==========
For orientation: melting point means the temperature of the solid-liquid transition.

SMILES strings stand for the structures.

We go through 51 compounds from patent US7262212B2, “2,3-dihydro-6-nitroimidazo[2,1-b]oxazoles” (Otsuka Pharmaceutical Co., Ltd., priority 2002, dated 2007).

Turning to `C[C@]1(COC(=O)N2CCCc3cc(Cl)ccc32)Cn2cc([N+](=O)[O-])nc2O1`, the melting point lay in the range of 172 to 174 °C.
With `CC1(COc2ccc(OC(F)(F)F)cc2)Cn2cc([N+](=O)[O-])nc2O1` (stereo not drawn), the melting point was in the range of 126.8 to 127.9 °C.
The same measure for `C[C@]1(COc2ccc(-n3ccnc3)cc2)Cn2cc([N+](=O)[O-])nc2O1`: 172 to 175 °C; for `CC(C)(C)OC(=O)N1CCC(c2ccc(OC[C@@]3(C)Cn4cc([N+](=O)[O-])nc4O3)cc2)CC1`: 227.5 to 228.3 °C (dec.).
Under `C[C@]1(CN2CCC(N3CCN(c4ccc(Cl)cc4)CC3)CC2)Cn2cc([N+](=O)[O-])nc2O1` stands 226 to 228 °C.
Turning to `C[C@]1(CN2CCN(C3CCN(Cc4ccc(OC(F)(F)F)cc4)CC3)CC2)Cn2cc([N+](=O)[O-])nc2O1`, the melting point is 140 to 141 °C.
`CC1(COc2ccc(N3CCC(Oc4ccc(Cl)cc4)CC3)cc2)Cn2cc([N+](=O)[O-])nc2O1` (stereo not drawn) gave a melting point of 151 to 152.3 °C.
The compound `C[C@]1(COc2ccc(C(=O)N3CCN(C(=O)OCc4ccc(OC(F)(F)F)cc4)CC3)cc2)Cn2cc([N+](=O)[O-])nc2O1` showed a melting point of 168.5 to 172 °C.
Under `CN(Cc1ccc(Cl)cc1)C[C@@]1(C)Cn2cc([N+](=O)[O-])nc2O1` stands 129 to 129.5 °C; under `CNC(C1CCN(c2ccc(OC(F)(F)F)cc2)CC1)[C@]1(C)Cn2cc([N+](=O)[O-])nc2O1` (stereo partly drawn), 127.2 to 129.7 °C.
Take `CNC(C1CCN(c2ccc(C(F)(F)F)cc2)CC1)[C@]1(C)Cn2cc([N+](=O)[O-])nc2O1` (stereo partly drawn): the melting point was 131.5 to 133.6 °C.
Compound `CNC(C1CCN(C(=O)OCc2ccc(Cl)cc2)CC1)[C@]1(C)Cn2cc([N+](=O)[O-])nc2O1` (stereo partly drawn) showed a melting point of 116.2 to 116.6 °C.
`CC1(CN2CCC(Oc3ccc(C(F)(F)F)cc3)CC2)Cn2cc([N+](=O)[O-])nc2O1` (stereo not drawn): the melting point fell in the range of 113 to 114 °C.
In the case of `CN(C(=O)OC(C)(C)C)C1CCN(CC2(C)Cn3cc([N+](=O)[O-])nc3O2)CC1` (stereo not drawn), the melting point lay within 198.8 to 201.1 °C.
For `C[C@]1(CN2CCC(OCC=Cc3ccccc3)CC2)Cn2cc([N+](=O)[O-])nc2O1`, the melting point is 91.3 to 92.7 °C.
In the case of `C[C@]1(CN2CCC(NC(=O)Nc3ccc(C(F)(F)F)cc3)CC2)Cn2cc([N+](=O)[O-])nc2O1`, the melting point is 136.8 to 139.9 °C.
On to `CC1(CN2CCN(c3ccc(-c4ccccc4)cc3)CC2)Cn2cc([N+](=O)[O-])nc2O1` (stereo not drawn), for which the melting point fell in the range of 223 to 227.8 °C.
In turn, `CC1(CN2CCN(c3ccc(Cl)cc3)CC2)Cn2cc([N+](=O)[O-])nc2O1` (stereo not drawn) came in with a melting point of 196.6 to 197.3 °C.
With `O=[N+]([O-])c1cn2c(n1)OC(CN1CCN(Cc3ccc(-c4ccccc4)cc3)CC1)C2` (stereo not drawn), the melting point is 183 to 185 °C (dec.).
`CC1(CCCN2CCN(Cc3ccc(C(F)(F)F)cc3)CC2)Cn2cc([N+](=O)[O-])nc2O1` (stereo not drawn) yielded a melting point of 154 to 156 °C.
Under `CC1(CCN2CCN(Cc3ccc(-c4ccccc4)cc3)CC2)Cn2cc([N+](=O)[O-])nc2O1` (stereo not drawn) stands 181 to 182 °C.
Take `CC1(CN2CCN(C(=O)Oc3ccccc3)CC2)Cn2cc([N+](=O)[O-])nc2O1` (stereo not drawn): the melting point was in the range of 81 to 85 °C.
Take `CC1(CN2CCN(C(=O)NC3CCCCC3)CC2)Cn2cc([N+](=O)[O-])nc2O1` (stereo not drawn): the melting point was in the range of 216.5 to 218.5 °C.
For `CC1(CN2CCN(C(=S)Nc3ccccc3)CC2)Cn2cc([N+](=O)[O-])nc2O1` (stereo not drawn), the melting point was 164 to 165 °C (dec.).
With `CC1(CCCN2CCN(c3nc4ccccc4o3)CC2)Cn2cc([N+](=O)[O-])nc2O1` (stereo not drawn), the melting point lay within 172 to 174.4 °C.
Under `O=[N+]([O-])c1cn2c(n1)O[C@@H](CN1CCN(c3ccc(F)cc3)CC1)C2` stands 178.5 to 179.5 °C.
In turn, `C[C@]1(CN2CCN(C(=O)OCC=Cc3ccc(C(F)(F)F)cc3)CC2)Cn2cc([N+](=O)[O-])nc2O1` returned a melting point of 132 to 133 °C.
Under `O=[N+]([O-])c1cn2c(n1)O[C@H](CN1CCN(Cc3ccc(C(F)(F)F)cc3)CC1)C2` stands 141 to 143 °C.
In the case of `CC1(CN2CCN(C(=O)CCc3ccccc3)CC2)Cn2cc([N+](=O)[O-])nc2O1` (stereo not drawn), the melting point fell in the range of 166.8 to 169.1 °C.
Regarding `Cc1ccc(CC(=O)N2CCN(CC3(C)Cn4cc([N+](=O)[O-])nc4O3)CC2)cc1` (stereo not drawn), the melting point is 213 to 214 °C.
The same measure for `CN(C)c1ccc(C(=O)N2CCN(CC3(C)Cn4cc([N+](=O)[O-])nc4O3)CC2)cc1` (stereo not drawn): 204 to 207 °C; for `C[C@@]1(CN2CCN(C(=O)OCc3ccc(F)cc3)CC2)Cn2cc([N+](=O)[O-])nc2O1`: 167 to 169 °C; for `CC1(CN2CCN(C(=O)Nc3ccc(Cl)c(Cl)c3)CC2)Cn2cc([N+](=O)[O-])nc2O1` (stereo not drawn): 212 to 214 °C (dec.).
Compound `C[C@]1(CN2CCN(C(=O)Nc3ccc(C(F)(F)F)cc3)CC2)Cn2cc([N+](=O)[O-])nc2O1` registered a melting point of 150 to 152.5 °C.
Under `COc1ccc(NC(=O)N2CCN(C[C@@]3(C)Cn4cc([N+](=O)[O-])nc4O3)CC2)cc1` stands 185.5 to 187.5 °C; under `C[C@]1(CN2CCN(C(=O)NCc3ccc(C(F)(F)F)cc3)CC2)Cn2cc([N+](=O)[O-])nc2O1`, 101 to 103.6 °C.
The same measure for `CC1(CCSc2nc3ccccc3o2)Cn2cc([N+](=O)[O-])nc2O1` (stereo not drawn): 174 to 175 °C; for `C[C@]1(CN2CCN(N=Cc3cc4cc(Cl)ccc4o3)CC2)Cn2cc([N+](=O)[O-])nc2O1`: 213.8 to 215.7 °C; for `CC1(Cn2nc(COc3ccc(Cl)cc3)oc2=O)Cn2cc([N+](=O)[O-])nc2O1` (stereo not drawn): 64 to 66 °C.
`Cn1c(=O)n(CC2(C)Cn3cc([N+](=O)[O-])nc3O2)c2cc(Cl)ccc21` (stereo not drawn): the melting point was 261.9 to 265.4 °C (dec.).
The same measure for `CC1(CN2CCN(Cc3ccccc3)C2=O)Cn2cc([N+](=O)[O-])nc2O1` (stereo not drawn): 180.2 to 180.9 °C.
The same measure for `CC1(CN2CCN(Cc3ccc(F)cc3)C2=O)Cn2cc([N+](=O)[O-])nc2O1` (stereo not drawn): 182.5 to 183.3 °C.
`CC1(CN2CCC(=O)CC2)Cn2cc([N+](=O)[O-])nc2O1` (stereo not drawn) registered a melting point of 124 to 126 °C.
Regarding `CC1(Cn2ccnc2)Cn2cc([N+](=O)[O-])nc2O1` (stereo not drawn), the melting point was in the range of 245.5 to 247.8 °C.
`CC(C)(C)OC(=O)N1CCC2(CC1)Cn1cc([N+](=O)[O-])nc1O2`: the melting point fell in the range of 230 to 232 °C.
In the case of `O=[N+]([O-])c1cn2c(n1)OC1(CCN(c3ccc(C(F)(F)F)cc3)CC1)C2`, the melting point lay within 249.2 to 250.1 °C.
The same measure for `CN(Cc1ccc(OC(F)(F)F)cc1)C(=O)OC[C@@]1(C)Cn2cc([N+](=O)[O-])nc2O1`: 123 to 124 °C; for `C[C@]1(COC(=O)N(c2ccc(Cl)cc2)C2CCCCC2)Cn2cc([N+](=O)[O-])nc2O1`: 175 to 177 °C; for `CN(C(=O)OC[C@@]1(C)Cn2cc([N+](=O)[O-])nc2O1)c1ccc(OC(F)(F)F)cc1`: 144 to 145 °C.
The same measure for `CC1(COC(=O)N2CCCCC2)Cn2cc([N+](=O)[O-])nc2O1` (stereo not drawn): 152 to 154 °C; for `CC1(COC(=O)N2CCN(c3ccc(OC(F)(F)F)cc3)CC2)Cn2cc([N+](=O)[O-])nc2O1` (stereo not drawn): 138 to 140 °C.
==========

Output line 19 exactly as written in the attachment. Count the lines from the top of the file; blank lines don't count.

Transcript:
In turn, `CC1(CN2CCN(c3ccc(Cl)cc3)CC2)Cn2cc([N+](=O)[O-])nc2O1` (stereo not drawn) came in with a melting point of 196.6 to 197.3 °C.